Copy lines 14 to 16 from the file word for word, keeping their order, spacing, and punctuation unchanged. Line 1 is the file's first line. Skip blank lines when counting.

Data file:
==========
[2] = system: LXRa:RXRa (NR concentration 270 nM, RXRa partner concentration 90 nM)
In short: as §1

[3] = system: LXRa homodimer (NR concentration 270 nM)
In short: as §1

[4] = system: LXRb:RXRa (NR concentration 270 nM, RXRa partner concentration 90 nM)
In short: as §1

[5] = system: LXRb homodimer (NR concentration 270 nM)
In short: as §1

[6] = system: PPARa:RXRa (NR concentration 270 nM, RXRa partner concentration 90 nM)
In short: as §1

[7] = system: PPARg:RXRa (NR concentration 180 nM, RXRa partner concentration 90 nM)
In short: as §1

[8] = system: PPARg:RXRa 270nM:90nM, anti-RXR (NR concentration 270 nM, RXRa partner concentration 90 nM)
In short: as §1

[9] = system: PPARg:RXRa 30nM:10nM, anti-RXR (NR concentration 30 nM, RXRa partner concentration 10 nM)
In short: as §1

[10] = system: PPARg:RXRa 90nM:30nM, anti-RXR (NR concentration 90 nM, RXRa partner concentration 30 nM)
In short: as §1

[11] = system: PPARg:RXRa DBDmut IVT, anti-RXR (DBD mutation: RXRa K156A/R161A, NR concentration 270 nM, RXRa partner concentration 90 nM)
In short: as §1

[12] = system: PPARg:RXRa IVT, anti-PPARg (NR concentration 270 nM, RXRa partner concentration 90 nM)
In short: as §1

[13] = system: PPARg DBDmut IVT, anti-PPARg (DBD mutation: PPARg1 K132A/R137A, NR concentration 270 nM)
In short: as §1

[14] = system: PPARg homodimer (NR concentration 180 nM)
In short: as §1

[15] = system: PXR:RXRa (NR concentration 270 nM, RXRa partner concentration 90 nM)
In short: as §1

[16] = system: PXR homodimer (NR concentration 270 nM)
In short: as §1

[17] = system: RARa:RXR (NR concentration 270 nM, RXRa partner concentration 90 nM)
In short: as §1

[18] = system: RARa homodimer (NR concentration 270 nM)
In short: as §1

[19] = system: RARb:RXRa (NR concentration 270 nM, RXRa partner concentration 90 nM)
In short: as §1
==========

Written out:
In short: as §1

[9] = system: PPARg:RXRa 30nM:10nM, anti-RXR (NR concentration 30 nM, RXRa partner concentration 10 nM)
In short: as §1